• feel numb or look flushed;
• turn white or grey;
• tingle or burn; or
• feel cold to the touch.
If you suspect frostbite:
• Get yourself or the affected person to a warm area.
• Warm the frostbitten skin gradually by placing a warm hand on it or blowing on it.
• Never apply direct heat, such as a heating pad; it can burn the skin.
• Never rub the affected area.
• Seek medical attention as soon as possible.
Prolonged exposure to cold temperatures can cause hypothermia – a condition in which the body loses heat faster than it produces it, causing the core body temperature to drop below 35 C. When this happens, body processes slow down. Symptoms requiring immediate attention are confusion, slurred speech, stiff muscles and uncontrollable shivering.
Risks for hypothermia, along with cold temperatures, include hunger, fatigue, dehydration and wearing clothes that are too tight, wet or inadequate for the conditions.
Page 2 of 6 – Go to page 3 for winter driving tips!
• Get a car checkup, which should include the ignition system, exhaust, wipers, heater and defroster, radiator, battery, belts, hoses, brakes and lights.
Install winter tires; look for ones marked with a pictograph of a snowflake inside a mountain peak. They're made with special rubber compounds and treads, and provide considerably better traction, braking and handling than all-season tires when the temperature falls below –8 C, even when roads are clear of snow. Winter tires are mandatory in Quebec.
• Never mix tires of different tread, size and construction; this will result in unsafe vehicle handling.
• Tell someone where you're going, your route, time of departure and when you expect to arrive.
• Travel on main roads and highways as much as possible.
Safe driving practices in snow, sleet and ice
• Slow down.
• Leave plenty of distance between your car and the vehicle ahead.
• Slow down when approaching bridges, overpasses and shaded areas; these spots freeze more quickly and will stay frozen longer than neighbouring areas.
• Beware of stretches of road that are black and shiny with frost or ice; this condition can cause your car to lose traction. When you experience such stretches, approach slowly, take your foot off the brake and shift into neutral.
• Avoid sudden braking and acceleration, and jerking the steering wheel, which can cause skidding.
• If you are in a skid, look where you want to go and steer toward that spot.
• If you're on ice and skidding in a straight line, shift into neutral or step on the clutch, and keep your foot off the brake.
• Keep your gas tank full. You don't want to run out of gas any time of year, but especially not in winter.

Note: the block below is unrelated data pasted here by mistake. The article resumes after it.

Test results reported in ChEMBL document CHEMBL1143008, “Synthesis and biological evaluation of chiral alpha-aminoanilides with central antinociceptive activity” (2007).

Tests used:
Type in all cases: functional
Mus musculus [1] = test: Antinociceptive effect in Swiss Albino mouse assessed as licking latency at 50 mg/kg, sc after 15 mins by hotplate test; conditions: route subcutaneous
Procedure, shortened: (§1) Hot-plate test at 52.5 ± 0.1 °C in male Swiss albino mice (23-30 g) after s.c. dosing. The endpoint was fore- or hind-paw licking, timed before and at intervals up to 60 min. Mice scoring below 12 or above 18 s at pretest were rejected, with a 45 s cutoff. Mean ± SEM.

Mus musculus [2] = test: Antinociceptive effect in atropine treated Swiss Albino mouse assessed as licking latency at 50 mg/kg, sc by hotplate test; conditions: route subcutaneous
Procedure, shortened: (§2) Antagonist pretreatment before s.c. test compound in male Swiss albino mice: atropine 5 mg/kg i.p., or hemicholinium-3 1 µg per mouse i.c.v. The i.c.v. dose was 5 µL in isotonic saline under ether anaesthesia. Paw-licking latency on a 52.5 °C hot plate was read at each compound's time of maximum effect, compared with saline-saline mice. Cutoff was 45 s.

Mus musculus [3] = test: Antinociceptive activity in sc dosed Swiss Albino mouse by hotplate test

• Avoid driving in conditions of poor visibility. If you're on the road in such conditions, turn on your bright lights to be more visible.
• Turn back or seek refuge if driving conditions make you uncomfortable.
• Carry a winter survival kit in your car. In a perfect world, this would include a shovel, sand or other traction aid, towrope or chain, flashlight, batteries, warning light or road flares, extra clothing, blankets, emergency food pack (nutrition bars, chocolate, sport drinks), axe, booster cables, ice scraper, brush, gas-line antifreeze, road maps, a first-aid kit (which would include bandages, analgesics such as acetylsalicylic acid, and any medicines essential to your health), 50-hour candles, waterproof matches, a fire extinguisher and a cell phone.
Page 3 of 6 – Page 4 shows you how to keep your kids safe.
When you're stuck in a storm
You're in the car, and your planned one-hour trip has turned into a white hell: visibility is near zero, drifts of snow have hemmed you in, and you're not going anywhere – for hours at least. What to do?
• Don't panic. Stay in the shelter of your car and wait for rescue.
• Run the motor sparingly, for only as long as it takes to keep the cold at bay. To avoid carbon monoxide poisoning, occasionally check to ensure the exhaust pipe is not blocked.
• Open a window periodically on the side away from the wind to get an adequate supply of fresh air.
• Keep moving your hands, arms and feet.
• Don't fall asleep.
• Keep an eye open for assistance.
If you have a cellphone and are in a serviced area, dial 911 and speak to emergency services. Tell them where you are, your name, the names of any passengers, your licence plate number, the length of time you've been stranded, and inform them of any medical issues they should be aware of. Set a time to call again. To conserve your battery, do not make unnecessary calls.
Kids and cold
Check the forecast before ushering your children out the door. Don't let them out if extreme weather, such as a blizzard or ice storm, is called for.
Kids are more susceptible to frostbite and hypothermia, so don't let them stay outdoors long when the temperature (with or without windchill) reaches –15 C or colder. When it drops to –25 C, keep them indoors.
Make sure they're dressed in layers, with minimal exposed skin. Outerwear should include insulated winter boots, a winter coat and pants or a snowsuit, a hat, mittens, and a neck warmer instead of a scarf, which can get caught or tangled and choke a child.
On bright days, use sun protection. Reflections off snow and ice can increase the intensity of the sun's rays.
Give your kids plenty of warm fluids, such as cocoa, at regular intervals, since dehydration is a danger. To keep their internal central heating systems going, provide them with a nutritious meal before they head out, and give them some snacks, such as raisins and nuts, to take along.